Each time the program executes a GOSUB, the line number and position in the program line are saved in a special area called the "stack," which takes up 256 bytes of your memory. This limits the amount of data that can be stored in the stack. Therefore, the number of subroutine return addresses that can be stored is limited, and care should be taken to make sure every GOSUB hits the corresponding RETURN, or else you'll run out of memory even though you have plenty of bytes free.
Action: This statement allows the BASIC program to execute lines out of numerical order. The word GOTO followed by a number will make the program jump to the line with that number. GOTO NOT followed by a number equals GOTO 0. It must have the line number after the word GOTO.
It is possible to create loops with GOTO that will never end. The simplest example of this is a line that GOes TO itself, like 10 GOTO 10. These loops can be stopped using the <RUN/STOP> key on the keyboard.EXAMPLES of GOTO Statement:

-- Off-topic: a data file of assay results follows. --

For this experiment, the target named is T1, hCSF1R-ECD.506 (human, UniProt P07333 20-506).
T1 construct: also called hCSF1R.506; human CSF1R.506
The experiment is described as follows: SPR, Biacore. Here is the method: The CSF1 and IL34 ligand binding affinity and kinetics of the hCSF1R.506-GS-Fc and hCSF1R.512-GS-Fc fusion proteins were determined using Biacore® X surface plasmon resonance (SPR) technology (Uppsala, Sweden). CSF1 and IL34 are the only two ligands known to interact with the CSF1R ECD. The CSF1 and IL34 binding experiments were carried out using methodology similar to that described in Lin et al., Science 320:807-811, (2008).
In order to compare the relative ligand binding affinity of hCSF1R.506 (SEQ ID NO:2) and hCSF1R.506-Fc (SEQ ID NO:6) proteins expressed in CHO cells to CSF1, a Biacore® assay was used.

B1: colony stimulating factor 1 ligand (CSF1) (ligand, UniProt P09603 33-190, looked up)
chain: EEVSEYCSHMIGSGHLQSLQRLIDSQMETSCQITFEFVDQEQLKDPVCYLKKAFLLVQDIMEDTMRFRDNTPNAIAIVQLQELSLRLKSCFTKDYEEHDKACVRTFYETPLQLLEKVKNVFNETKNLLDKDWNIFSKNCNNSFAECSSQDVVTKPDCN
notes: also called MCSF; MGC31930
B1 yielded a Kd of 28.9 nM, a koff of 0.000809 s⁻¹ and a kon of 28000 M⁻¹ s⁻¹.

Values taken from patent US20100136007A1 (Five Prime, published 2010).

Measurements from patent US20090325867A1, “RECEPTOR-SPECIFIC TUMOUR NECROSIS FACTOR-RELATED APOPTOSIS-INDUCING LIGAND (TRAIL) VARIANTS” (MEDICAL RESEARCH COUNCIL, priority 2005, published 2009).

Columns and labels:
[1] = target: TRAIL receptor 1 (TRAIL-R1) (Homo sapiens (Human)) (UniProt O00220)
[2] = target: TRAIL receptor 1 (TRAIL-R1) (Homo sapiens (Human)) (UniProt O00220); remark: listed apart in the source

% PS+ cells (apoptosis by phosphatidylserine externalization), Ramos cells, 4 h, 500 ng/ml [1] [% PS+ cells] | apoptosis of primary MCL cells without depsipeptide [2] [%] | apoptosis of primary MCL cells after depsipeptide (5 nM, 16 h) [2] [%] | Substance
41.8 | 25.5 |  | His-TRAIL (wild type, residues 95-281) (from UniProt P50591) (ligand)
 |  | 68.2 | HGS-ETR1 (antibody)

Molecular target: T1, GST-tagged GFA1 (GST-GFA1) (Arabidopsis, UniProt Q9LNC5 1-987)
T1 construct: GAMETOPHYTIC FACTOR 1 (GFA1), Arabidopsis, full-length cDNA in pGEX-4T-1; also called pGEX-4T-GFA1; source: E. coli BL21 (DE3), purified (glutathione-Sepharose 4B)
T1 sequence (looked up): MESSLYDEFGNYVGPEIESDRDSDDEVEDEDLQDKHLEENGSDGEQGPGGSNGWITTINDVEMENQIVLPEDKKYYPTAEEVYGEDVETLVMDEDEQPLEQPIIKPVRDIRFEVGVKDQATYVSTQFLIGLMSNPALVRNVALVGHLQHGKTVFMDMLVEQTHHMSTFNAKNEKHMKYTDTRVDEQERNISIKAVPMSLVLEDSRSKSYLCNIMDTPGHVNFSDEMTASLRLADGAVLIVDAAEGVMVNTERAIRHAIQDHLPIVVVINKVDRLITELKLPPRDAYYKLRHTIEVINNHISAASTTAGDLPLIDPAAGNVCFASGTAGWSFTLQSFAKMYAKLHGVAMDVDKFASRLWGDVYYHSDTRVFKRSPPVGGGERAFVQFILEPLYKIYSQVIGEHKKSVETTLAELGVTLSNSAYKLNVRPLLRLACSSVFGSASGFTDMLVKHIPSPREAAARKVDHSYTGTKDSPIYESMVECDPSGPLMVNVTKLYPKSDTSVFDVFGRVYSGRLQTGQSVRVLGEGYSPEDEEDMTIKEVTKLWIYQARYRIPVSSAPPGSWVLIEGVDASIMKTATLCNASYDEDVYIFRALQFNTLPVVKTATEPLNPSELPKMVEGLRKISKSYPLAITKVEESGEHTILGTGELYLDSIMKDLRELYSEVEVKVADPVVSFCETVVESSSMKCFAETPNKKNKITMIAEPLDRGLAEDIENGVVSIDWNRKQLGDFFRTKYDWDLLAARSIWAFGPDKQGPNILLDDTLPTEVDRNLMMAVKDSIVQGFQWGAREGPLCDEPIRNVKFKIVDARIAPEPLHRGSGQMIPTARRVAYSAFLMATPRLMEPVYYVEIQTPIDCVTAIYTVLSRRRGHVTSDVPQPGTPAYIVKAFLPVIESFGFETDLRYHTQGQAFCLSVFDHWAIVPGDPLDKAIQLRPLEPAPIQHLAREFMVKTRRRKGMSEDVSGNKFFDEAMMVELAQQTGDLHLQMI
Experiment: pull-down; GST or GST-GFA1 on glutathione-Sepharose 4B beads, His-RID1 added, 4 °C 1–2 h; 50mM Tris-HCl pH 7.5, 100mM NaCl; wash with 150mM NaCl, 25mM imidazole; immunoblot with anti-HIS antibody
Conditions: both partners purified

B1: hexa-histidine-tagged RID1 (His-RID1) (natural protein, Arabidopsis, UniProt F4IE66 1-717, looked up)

GOTO 100 10 GO TO 50 20 GOTO 999
Action: This is the statement that gives BASIC most of its "intelligence," the ability to evaluate conditions and take different actions depending on the outcome.
|This page has been created by Sami Rautiainen.|
|Read the small print.||Last updated November 14, 1998.|